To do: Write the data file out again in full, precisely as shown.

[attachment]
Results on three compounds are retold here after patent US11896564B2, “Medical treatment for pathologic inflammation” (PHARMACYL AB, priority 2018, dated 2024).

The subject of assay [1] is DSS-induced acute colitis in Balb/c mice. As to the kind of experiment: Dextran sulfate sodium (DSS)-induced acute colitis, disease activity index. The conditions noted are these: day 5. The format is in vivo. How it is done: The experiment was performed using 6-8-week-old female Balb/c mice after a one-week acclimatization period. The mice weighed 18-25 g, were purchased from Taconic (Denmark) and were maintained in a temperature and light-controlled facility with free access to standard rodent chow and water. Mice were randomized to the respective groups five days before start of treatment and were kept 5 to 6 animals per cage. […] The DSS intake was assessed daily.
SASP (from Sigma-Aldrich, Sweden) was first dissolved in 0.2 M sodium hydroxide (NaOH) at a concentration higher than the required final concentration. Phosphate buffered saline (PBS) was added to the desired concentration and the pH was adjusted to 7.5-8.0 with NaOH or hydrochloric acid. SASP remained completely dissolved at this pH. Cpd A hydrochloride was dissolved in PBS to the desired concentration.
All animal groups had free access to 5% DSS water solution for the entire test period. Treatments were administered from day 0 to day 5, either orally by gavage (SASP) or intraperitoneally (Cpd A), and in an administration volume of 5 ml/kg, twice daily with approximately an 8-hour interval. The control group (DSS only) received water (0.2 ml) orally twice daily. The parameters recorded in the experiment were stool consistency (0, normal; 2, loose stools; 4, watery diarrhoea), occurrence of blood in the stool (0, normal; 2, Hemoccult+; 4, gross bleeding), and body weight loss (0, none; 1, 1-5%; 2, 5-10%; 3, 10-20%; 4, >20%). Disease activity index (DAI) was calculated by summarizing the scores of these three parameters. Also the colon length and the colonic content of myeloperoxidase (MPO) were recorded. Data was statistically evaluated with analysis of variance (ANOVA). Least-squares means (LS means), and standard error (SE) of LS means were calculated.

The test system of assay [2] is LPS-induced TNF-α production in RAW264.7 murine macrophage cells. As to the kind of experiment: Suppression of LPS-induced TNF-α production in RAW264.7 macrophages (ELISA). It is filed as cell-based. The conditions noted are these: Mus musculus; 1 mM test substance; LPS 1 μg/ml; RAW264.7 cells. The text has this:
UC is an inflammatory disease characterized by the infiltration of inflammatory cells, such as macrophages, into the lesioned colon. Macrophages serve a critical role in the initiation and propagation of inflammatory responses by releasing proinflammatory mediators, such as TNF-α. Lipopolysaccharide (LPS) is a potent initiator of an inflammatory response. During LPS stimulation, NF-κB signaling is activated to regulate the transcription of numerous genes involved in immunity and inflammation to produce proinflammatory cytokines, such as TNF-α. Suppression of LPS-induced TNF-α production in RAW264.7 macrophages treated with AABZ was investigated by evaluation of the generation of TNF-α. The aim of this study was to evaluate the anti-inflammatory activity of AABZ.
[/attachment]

Results on three compounds are retold here after patent US11896564B2, “Medical treatment for pathologic inflammation” (PHARMACYL AB, priority 2018, dated 2024).

The subject of assay [1] is DSS-induced acute colitis in Balb/c mice. As to the kind of experiment: Dextran sulfate sodium (DSS)-induced acute colitis, disease activity index. The conditions noted are these: day 5. The format is in vivo. How it is done: The experiment was performed using 6-8-week-old female Balb/c mice after a one-week acclimatization period. The mice weighed 18-25 g, were purchased from Taconic (Denmark) and were maintained in a temperature and light-controlled facility with free access to standard rodent chow and water. Mice were randomized to the respective groups five days before start of treatment and were kept 5 to 6 animals per cage. […] The DSS intake was assessed daily.
SASP (from Sigma-Aldrich, Sweden) was first dissolved in 0.2 M sodium hydroxide (NaOH) at a concentration higher than the required final concentration. Phosphate buffered saline (PBS) was added to the desired concentration and the pH was adjusted to 7.5-8.0 with NaOH or hydrochloric acid. SASP remained completely dissolved at this pH. Cpd A hydrochloride was dissolved in PBS to the desired concentration.
All animal groups had free access to 5% DSS water solution for the entire test period. Treatments were administered from day 0 to day 5, either orally by gavage (SASP) or intraperitoneally (Cpd A), and in an administration volume of 5 ml/kg, twice daily with approximately an 8-hour interval. The control group (DSS only) received water (0.2 ml) orally twice daily. The parameters recorded in the experiment were stool consistency (0, normal; 2, loose stools; 4, watery diarrhoea), occurrence of blood in the stool (0, normal; 2, Hemoccult+; 4, gross bleeding), and body weight loss (0, none; 1, 1-5%; 2, 5-10%; 3, 10-20%; 4, >20%). Disease activity index (DAI) was calculated by summarizing the scores of these three parameters. Also the colon length and the colonic content of myeloperoxidase (MPO) were recorded. Data was statistically evaluated with analysis of variance (ANOVA). Least-squares means (LS means), and standard error (SE) of LS means were calculated.

The test system of assay [2] is LPS-induced TNF-α production in RAW264.7 murine macrophage cells. As to the kind of experiment: Suppression of LPS-induced TNF-α production in RAW264.7 macrophages (ELISA). It is filed as cell-based. The conditions noted are these: Mus musculus; 1 mM test substance; LPS 1 μg/ml; RAW264.7 cells. The text has this:
UC is an inflammatory disease characterized by the infiltration of inflammatory cells, such as macrophages, into the lesioned colon. Macrophages serve a critical role in the initiation and propagation of inflammatory responses by releasing proinflammatory mediators, such as TNF-α. Lipopolysaccharide (LPS) is a potent initiator of an inflammatory response. During LPS stimulation, NF-κB signaling is activated to regulate the transcription of numerous genes involved in immunity and inflammation to produce proinflammatory cytokines, such as TNF-α. Suppression of LPS-induced TNF-α production in RAW264.7 macrophages treated with AABZ was investigated by evaluation of the generation of TNF-α. The aim of this study was to evaluate the anti-inflammatory activity of AABZ.